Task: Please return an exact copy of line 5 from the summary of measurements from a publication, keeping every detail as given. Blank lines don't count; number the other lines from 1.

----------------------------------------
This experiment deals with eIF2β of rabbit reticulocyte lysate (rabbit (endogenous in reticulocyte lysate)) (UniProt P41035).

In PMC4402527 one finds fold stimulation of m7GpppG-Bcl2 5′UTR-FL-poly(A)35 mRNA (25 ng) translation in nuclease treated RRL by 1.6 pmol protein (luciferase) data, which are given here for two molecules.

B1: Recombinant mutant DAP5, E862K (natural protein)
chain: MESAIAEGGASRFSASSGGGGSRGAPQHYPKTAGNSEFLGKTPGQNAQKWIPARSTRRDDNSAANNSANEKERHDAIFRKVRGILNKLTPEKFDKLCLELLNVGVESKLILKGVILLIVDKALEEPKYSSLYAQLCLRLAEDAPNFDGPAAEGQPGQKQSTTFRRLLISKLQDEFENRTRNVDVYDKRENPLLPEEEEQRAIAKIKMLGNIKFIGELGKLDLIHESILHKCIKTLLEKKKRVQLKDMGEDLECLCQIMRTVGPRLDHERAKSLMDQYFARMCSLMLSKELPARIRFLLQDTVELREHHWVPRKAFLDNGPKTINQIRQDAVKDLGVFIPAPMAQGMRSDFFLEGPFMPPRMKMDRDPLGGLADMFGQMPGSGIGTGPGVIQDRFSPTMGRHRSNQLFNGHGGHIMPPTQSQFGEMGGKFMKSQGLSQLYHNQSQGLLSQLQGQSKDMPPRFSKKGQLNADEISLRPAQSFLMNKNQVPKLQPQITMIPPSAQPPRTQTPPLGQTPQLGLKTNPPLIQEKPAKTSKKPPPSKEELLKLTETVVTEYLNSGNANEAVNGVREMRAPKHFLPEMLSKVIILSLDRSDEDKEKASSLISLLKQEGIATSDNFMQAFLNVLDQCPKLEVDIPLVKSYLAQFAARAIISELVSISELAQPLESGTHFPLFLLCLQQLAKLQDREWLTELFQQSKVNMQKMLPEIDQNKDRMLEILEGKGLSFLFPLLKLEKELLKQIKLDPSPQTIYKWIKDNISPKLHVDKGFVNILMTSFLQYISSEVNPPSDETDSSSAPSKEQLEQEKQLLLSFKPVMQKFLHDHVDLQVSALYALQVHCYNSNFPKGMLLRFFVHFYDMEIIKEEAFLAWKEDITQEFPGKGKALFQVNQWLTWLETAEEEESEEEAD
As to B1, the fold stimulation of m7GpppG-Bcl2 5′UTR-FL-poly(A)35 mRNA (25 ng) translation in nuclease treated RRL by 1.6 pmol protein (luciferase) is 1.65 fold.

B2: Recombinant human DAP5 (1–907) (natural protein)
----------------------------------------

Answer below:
As to B1, the fold stimulation of m7GpppG-Bcl2 5′UTR-FL-poly(A)35 mRNA (25 ng) translation in nuclease treated RRL by 1.6 pmol protein (luciferase) is 1.65 fold.